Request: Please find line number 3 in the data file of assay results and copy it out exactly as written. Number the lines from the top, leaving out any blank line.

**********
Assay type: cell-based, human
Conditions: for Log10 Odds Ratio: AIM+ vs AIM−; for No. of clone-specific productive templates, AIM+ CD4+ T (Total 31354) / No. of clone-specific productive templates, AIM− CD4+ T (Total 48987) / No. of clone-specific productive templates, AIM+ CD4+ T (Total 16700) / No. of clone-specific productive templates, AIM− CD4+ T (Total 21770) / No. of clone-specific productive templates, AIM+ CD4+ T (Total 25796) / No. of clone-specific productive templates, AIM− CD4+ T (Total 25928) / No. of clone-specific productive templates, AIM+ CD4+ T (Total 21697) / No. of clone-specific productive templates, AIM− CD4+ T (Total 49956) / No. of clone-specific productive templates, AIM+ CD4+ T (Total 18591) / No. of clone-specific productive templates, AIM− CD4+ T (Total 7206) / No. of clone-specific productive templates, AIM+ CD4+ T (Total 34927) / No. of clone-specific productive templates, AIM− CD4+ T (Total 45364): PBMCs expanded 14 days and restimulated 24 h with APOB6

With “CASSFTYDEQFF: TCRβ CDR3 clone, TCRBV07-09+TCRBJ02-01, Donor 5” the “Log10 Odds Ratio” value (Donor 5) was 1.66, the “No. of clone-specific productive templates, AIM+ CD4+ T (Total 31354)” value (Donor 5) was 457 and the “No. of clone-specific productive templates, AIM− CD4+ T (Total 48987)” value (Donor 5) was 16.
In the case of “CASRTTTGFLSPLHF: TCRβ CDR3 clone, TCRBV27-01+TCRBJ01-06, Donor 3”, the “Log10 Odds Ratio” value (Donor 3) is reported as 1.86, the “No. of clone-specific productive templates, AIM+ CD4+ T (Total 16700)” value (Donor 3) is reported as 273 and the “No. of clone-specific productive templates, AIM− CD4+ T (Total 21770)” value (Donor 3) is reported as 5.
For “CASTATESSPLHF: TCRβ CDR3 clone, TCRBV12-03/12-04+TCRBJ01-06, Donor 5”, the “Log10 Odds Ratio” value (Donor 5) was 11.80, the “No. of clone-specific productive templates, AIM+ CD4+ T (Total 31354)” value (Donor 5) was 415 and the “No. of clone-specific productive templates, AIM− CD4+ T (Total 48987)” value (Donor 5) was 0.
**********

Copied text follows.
With “CASSFTYDEQFF: TCRβ CDR3 clone, TCRBV07-09+TCRBJ02-01, Donor 5” the “Log10 Odds Ratio” value (Donor 5) was 1.66, the “No. of clone-specific productive templates, AIM+ CD4+ T (Total 31354)” value (Donor 5) was 457 and the “No. of clone-specific productive templates, AIM− CD4+ T (Total 48987)” value (Donor 5) was 16.